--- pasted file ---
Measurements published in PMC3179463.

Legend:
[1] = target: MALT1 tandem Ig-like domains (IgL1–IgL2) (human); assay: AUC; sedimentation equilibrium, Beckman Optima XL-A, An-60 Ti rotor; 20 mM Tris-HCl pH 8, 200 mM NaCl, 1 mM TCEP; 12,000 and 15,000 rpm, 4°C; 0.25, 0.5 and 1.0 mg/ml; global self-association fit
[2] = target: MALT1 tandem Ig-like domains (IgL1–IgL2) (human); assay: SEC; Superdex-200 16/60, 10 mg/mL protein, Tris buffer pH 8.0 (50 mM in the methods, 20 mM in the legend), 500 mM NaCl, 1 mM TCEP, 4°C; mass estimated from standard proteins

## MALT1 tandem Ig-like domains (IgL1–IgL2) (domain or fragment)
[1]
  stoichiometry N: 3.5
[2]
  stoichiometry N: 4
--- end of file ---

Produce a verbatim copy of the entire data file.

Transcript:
Measurements published in PMC3179463.

Legend:
[1] = target: MALT1 tandem Ig-like domains (IgL1–IgL2) (human); assay: AUC; sedimentation equilibrium, Beckman Optima XL-A, An-60 Ti rotor; 20 mM Tris-HCl pH 8, 200 mM NaCl, 1 mM TCEP; 12,000 and 15,000 rpm, 4°C; 0.25, 0.5 and 1.0 mg/ml; global self-association fit
[2] = target: MALT1 tandem Ig-like domains (IgL1–IgL2) (human); assay: SEC; Superdex-200 16/60, 10 mg/mL protein, Tris buffer pH 8.0 (50 mM in the methods, 20 mM in the legend), 500 mM NaCl, 1 mM TCEP, 4°C; mass estimated from standard proteins

## MALT1 tandem Ig-like domains (IgL1–IgL2) (domain or fragment)
[1]
  stoichiometry N: 3.5
[2]
  stoichiometry N: 4